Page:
Genes that determine coffee drinking
How many cups of coffee do you drink every day? Did you know that coffee consumption is a model for addictive behavior? Researchers say they have identified genes that play a role in influencing how much coffee people drink.
Dr Enda Byrne from Queensland Institute of Medical Research (QIMR) and a co-author said that coffee is the most popular beverage in the world and the study has shown there is a small genetic variant in the population that determines how people react to coffee and therefore explains why some people will consume coffee at higher levels and why others won’t drink it at all.
The paper was published in the journal Molecular Psychiatry.
They performed a complex analysis of genome-wide association studies on coffee intake from 8 Caucasian groups and tested the findings in a further 7929 individuals. They also performed a gene expression analysis treating different cell lines with caffeine. They found a gene segment that lie in the 23-kb long commonly shared 5′ flanking region between CYP1A1 and CYP1A2 genes.
In humans, CYP1A1 encodes the protein Cytochrome P450, family 1, subfamily A, polypeptide 1 and CYP1A2 encodes Cytochrome P450 1A2. According to the paper, "CYP1A1 is known to metabolize polycyclic aromatic hydrocarbons, which are important constituents of coffee, whereas CYP1A2 is involved in the primary metabolism of caffeine."
"Our study found coffee consumption is not only influenced by genes, but caffeine can also affect the expression of genes,” Dr Byrne said.
“With caffeine impacting gene expression, we believe that caffeine then influences chemical pathways in the body.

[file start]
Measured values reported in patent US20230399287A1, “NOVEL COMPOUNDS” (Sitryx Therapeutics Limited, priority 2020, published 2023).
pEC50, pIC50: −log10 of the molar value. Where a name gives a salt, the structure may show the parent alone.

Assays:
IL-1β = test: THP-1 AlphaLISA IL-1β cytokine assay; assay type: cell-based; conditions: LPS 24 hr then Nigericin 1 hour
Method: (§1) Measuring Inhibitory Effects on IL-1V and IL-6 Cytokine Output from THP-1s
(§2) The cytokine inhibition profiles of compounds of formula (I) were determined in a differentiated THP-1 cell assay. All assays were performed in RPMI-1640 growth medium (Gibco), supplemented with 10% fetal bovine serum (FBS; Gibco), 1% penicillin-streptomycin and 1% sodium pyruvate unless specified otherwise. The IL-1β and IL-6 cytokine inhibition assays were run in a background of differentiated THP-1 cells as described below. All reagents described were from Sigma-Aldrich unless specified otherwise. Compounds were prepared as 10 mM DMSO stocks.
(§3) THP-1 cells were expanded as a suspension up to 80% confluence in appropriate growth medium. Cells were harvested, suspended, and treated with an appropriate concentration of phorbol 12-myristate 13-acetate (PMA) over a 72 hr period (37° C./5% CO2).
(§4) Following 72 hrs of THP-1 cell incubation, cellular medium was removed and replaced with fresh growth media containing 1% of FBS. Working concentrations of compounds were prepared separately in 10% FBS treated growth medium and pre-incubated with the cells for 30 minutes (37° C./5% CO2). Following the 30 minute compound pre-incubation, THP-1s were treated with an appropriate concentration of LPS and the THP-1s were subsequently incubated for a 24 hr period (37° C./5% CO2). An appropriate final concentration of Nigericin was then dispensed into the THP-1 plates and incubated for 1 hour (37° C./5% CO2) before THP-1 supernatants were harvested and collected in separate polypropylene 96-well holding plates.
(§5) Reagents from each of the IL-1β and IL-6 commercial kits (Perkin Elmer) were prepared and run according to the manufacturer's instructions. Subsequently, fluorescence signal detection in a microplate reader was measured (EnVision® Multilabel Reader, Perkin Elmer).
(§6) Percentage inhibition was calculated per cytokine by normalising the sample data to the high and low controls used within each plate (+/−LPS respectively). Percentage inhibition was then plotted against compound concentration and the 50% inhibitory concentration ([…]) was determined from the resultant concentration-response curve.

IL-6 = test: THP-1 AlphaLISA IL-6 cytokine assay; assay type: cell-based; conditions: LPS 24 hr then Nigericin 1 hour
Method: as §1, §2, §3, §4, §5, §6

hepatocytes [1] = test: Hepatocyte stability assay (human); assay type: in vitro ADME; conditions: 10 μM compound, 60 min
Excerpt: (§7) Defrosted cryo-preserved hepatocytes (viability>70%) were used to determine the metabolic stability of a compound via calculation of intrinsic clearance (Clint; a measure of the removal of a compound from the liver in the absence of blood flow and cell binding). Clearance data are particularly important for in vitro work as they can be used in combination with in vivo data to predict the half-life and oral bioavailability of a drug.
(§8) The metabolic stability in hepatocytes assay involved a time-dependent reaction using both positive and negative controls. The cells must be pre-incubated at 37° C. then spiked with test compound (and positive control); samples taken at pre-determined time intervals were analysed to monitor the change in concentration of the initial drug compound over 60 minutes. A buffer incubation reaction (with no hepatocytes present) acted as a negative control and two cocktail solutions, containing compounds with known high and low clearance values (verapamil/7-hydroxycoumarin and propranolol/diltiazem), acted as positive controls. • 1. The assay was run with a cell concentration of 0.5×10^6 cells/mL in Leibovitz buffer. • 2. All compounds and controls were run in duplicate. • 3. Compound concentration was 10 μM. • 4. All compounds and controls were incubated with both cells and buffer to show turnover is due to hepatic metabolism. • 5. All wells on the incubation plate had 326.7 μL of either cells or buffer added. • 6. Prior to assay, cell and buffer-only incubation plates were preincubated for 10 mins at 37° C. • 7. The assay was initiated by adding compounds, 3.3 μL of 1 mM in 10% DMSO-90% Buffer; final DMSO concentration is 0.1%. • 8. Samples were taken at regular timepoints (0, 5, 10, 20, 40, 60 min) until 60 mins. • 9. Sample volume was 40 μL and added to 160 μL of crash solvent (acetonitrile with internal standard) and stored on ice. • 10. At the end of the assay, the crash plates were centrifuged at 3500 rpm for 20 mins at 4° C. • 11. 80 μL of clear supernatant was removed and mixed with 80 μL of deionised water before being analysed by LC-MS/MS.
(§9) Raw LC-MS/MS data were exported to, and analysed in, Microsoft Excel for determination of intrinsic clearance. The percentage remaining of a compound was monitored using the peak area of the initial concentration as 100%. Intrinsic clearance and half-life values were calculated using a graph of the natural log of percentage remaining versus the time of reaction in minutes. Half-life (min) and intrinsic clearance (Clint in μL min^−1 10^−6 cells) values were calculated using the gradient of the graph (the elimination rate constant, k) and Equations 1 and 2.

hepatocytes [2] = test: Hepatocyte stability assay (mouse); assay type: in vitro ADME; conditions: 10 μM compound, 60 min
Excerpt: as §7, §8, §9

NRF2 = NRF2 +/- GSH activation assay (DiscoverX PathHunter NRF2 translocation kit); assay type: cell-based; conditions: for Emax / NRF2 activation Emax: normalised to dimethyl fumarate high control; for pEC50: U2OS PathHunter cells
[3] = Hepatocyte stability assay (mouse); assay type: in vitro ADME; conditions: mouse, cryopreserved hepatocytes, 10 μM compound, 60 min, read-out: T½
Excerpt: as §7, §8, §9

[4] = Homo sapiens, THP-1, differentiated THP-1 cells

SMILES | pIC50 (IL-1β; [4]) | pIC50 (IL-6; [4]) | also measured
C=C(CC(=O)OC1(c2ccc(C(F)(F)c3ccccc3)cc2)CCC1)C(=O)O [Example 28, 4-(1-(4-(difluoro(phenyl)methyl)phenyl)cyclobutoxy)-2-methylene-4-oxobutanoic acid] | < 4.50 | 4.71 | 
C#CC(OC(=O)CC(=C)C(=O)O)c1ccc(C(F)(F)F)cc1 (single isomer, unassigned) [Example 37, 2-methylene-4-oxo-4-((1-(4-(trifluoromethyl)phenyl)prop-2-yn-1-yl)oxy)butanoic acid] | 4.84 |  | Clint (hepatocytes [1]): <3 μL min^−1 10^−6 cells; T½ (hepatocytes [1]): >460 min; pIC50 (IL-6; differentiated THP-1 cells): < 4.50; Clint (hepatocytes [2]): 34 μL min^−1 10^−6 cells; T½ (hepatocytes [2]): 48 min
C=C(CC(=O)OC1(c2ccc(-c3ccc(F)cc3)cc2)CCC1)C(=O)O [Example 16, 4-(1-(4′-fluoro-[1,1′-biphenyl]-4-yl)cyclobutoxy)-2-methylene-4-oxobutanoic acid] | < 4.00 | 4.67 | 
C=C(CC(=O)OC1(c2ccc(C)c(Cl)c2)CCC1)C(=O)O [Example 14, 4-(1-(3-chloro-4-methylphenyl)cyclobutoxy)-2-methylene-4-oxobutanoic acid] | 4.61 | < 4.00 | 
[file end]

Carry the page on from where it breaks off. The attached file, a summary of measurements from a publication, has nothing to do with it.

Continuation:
“We also found a link between caffeine genes and other complex conditions, such as hypertension and Parkinson’s disease.
“Our study showed there were changes in the expression of genes previously linked to Parkinson’s disease after exposure to caffeine. This follows previous studies that have shown caffeine to be protective against Parkinson’s disease.
“While this finding relates directly to coffee consumption, it provides another small piece of the puzzle and could lead to further discoveries around the affect of caffeine on a range of complex disorders.”
QIMR worked closely with researchers from the Erasmus University Medical Centre in the Netherlands and looked at genes across the entire human genome of over 18,000 participants.
Though coffee intake has also been associated with increased risk of some cancers, blood pressure and myocardial infarction, coffee is not all that bad. Coffee drinking has been associated with a decreased risk of Alzheimer's disease, Parkinson's disease and type II diabetes.
“In the Genetic Epidemiology Lab at QIMR, we are constantly looking at small genetic changes that increase disease risk. We often find interesting genetic variants, such as this coffee consumption gene, during our investigations,” Dr Byrne said.
“This study would not have been possible without the information collected from thousands of identical and non-identical twins taking part in the QTwin study.
“By comparing data from identical and non-identical twins we can establish how much of who we are is determined by our genes and how much is influenced by environment.
“Twins help us understand how small genetic changes can have large impacts on our health.”
Source article: Genome-wide association analysis of coffee drinking suggests association with CYP1A1/CYP1A2 and NRCAM. N Amin, E Byrne, J Johnson et al. Molecular Psychiatry advance online publication 30 August 2011; doi: 10.1038/mp.2011.101. Photo credit: MedlinePlus, nih.gov.
Additional source: Queensland Institute of Medical Research